In a previous post, I talked about customers being accidental content consumers.
The point being that consumers visit a business website when they need a specific solution, not because they’re looking to read the company blog.
healthcare, financial) when they have a specific problem (sudden illness, financial crisis etc).
Even then, they’re likely to browse several sites in search of answers before deciding to go with a particular solution.
So what kind of content do consumers want in regulated industry websites?
Consumers want answers to their questions. They want information that will help them solve a health problem, a financial crisis, or other information that will help to improve their lives.
In healthcare for example, consumers and patients want reliable and consistent information. They want to understand their symptoms, know what is causing them and figure out how to treat the problem.
They don’t want to spend too much time online. The faster they can the answer, the quicker they can make a decision towards a solution and get on with their lives. Too much text-oriented content will likely not be read, and a website that takes too long to load will be abandoned altogether.
Consumers want content they can understand. Regulated industries are notorious for jargon. Consumers are not subject matter experts – they just want to understand in simple terms how they can find the solutions they’re looking for. Any language that creates a communication barrier is redundant.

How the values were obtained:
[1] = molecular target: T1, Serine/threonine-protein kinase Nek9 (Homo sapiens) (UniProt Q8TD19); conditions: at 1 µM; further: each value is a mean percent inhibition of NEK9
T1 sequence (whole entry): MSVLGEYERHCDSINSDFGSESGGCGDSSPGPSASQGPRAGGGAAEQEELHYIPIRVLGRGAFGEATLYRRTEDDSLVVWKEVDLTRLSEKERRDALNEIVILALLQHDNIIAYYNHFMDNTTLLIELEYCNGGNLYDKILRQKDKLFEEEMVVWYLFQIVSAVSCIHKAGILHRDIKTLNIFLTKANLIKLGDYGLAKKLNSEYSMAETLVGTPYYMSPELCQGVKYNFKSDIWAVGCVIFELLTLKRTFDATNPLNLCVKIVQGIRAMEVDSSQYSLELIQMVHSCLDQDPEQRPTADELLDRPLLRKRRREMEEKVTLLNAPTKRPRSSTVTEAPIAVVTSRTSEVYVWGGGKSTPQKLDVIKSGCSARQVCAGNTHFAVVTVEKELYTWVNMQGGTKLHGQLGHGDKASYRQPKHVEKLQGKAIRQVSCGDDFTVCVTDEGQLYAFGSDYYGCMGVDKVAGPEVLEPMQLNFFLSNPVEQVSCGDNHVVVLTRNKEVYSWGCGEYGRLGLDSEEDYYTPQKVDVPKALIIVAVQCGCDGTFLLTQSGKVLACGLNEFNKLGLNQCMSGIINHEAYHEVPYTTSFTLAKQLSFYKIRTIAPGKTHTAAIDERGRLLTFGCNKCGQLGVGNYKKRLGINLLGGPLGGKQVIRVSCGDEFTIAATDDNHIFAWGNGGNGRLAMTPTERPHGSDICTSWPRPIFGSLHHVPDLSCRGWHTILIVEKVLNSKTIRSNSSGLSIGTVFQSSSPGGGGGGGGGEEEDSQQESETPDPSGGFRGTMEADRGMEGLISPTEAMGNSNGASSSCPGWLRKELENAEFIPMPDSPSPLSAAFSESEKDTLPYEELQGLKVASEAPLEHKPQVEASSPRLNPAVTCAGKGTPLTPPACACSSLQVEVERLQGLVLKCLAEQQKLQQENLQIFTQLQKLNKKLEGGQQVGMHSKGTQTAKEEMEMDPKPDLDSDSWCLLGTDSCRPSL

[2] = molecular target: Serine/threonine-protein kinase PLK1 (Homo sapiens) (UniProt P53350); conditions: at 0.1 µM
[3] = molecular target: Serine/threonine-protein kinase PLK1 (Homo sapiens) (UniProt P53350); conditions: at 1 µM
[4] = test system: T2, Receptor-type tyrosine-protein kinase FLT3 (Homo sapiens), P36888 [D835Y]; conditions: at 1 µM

Consumers want credible information. Credibility comes in the form of reputation, expertise and credentials. But (these days) it also comes in the form of peer review. We have social media to thank for the emerging ‘social consumer‘, who is more likely to make a purchasing decision after consulting with his online friends.
So how should regulated companies respond?
Despite their conservative and risk-averse nature, regulated companies could borrow a leaf from companies in other industries. They should focus on creating smart content that:
- invokes emotional sentiment
- differentiates them from other providers
- answers their customers key questions
- engages their prospects enough to influence a purchasing decision.
The only thing they might do differently is to stay close to their legal team to ensure that nothing is said, that shouldn’t be said.
The opportunity for regulated industries
Whether regulated companies embrace content marketing or not, they should at least acknowledge that consumers are already talking about them with or without their permission.
But smart content marketing gives them an opportunity to participate in the conversation.
Of course there are more risks in regulated industries and they have to comply with the rules. But even then, a closely monitored blog or Twitter account can bridge the gap between them and their customers and provide a platform where a two-way conversation can begin to take place. Johns Hopkins Medicine is doing a great job on this front.
In other words, there’s no reason why content marketing and regulated companies couldn’t work it out.
Over to you: Do you work in a regulated industry? How successful has your organization been in incorporating content marketing? Please share your comments in the box below.